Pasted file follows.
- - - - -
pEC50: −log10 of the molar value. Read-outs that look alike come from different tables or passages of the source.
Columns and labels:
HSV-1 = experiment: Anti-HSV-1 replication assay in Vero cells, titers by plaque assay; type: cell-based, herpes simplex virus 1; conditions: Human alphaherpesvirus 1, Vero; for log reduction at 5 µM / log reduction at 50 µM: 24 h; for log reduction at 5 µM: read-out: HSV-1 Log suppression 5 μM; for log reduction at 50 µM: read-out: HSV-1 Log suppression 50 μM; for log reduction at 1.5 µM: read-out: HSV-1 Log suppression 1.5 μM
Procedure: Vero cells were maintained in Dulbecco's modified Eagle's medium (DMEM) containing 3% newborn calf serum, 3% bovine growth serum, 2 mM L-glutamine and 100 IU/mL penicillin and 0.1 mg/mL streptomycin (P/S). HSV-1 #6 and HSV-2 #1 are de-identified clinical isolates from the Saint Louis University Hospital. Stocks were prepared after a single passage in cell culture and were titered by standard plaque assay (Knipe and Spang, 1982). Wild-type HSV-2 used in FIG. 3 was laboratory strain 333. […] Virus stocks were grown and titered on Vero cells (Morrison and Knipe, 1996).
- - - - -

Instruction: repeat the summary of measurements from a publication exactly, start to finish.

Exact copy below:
pEC50: −log10 of the molar value. Read-outs that look alike come from different tables or passages of the source.
Columns and labels:
HSV-1 = experiment: Anti-HSV-1 replication assay in Vero cells, titers by plaque assay; type: cell-based, herpes simplex virus 1; conditions: Human alphaherpesvirus 1, Vero; for log reduction at 5 µM / log reduction at 50 µM: 24 h; for log reduction at 5 µM: read-out: HSV-1 Log suppression 5 μM; for log reduction at 50 µM: read-out: HSV-1 Log suppression 50 μM; for log reduction at 1.5 µM: read-out: HSV-1 Log suppression 1.5 μM
Procedure: Vero cells were maintained in Dulbecco's modified Eagle's medium (DMEM) containing 3% newborn calf serum, 3% bovine growth serum, 2 mM L-glutamine and 100 IU/mL penicillin and 0.1 mg/mL streptomycin (P/S). HSV-1 #6 and HSV-2 #1 are de-identified clinical isolates from the Saint Louis University Hospital. Stocks were prepared after a single passage in cell culture and were titered by standard plaque assay (Knipe and Spang, 1982). Wild-type HSV-2 used in FIG. 3 was laboratory strain 333. […] Virus stocks were grown and titered on Vero cells (Morrison and Knipe, 1996).